Gareth Dyer’s rugby column

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Former Preston Grasshoppers player and ex-director of rugby at Lightfoot Green writes every Friday for the Evening Post

Last weekend saw the latest round of action in the pool stages of the European club competitions.

Thus it was a pat on the back for Sale Sharks, Ospreys, Edinburgh, Munster, Newport Gwent Dragons and Zebre.

Yes there were still comprehensive victories for many of the ‘financial elite’.

But the positive results for those previously mentioned did go some way to restore my faith that a broad level of competitiveness remains in the elite European club game – if just for the meantime.

Depressingly, rugby union in the northern hemisphere appears intent on copying the approach of football’s Premier League – hardly a blueprint for ensuring a level playing field or fairness for the game’s stakeholders.

The parallel of enormous proceeds received from bigger and bigger broadcasting deals being directed to an increasingly smaller number of recipients is stark.

A number of other unwanted parallels are starting to become evident.

In football, the England national team’s struggle to win a big tournament is, in part, due to the total reluctance of the elite clubs to support the international game.

Release our players to a national camp for sufficient preparations for an international tournament? You must be joking Mr Hodgson – even if the average fan wants their country to give itself the best opportunity to succeed.

Despite untold riches from the latest TV deal, perhaps the biggest casualty has been investment in grassroots football.

The amount of investment being diverted towards grassroots is a pittance, whatever the smug statements trotted out by the EPL and FA’s mouthpieces.

The elite Premier League clubs select fewer and fewer home-grown players, with the number of English qualified players regularly playing in the Premier League falling each season as clubs target overseas imports to fill their squads and managerial teams.

And finally, the cost of attending live matches slips further out or the reach of families who simply cannot afford for mum and dad and the kids to all attend.

Unfortunately many of these are already inherent in rugby union.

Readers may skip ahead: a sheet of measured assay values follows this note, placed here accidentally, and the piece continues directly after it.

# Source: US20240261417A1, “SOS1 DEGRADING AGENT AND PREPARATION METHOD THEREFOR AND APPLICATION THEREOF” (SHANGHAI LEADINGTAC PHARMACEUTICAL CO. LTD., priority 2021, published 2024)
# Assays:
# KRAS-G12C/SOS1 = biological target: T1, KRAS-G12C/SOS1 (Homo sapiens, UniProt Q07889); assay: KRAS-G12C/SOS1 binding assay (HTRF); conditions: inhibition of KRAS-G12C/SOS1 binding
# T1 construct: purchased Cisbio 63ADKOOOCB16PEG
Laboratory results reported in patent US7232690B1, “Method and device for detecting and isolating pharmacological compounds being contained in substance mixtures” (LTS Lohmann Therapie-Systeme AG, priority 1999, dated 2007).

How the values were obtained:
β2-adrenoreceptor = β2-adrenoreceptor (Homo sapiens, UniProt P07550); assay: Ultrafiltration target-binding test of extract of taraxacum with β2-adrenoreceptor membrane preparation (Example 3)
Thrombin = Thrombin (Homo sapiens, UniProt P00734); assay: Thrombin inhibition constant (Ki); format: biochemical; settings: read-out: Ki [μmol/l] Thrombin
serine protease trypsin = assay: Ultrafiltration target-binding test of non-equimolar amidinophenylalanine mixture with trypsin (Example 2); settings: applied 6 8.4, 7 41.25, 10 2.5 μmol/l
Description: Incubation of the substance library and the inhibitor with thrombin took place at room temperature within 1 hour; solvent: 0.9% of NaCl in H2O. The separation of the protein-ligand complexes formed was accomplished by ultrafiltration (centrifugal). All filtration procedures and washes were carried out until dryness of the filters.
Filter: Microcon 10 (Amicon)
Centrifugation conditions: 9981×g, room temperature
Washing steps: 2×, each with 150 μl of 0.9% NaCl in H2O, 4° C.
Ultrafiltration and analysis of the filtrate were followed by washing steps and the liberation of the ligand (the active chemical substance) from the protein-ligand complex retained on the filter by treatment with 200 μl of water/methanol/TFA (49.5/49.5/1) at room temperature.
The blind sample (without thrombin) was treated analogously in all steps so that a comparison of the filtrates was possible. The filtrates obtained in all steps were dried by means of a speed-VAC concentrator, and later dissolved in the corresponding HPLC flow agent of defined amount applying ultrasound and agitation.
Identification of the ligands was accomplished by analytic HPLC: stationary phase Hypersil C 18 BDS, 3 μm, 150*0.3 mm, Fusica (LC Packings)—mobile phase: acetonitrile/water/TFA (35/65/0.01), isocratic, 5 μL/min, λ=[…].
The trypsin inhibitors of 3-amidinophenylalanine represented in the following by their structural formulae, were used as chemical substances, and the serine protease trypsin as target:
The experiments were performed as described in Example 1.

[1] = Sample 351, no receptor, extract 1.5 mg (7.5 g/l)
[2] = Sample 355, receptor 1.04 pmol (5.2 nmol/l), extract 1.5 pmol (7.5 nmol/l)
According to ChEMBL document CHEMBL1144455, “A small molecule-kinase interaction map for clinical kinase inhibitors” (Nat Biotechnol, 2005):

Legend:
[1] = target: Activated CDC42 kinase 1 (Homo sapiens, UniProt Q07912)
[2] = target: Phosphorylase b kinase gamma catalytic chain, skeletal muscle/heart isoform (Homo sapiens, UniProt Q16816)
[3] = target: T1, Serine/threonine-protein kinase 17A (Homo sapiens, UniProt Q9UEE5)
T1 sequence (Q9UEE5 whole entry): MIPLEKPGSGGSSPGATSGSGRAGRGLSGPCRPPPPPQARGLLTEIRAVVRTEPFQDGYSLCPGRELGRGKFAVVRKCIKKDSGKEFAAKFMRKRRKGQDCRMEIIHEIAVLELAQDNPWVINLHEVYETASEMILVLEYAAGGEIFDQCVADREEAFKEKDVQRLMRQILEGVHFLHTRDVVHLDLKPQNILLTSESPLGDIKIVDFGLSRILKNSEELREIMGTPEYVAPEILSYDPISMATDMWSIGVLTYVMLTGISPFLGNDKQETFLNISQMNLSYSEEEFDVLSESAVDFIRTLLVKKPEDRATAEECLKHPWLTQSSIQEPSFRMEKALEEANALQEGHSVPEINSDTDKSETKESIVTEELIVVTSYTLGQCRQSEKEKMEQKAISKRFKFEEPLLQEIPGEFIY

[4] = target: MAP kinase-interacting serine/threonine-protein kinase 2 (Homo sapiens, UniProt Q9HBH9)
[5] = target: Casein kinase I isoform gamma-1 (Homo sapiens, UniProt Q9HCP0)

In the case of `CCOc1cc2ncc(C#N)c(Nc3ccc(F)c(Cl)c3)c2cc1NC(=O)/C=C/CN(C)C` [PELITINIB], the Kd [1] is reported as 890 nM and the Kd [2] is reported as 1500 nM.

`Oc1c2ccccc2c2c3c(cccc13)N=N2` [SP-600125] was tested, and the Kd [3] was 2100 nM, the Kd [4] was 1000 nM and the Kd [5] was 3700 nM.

The French broadcasting deal announced last summer – whilst not comparable in terms of numbers with the EPL deal with Sky – was certainly a game changer for northern hemisphere rugby.

As a result, the mega-rich French top 14 clubs are now busy hoovering up global talent at an alarming scale.

We then have the egotistical owners of these mega-rich clubs threatening to keep their players out of their national teams unless their demands are met.

Where football’s main supporter interest has always been its club game, a weakening of the status of the international game in rugby union would be tantamount to signing the sport’s own death warrant.

The impact of the French deal has impacted strongly on the game in the UK, particularly in England where the recent investigation into clubs breaching the Aviva Premiership salary cap was weak and effectively swept the issue under the carpet.

An investigation that was clearly indicating that a number of clubs had breached the rules was suddenly concluded as “no case to answer”.

In October 2013, Edward Griffiths – the then CEO of Saracens – gave a robust defence of why the salary cap in the Aviva Premiership was so important, when he said: “The aim of the agreed salary cap is to create a competitive league and that is what we have in England.”

Suddenly having a competitive league appears to no longer be the most important thing.

No, certain clubs must now have a bigger slice of the 
cake so that they can compete with the wages being 
paid by the super rich French elite.

This then leads to short-term thinking with the recruitment of more foreign imports, less home-grown talent getting an opportunity and ultimately a lot of head scratching as to why England aren’t producing players able to deliver World Cup success.

As was always going to be the case, it is supporters who are bearing the brunt.

The rising cost of tickets – £33 to watch Harlequins versus Cardiff last Sunday seemed excessive but is positively cheap compared to £54 to sit in the grandstand to watch this weekend’s Exeter versus Ospreys match – is now starting to price out the next generation of supporters.

Perversely the answer to many of the game’s problems in the northern hemisphere may be rectified by the concentration of 
finance in a small number of elite clubs and 
provincial teams akin to a Super Rugby style competition.

But given the resistance to change and the urge to protect one’s little acre, I doubt a cure to the game’s ills based on a sound roadmap for the future of the game will arrive any time soon.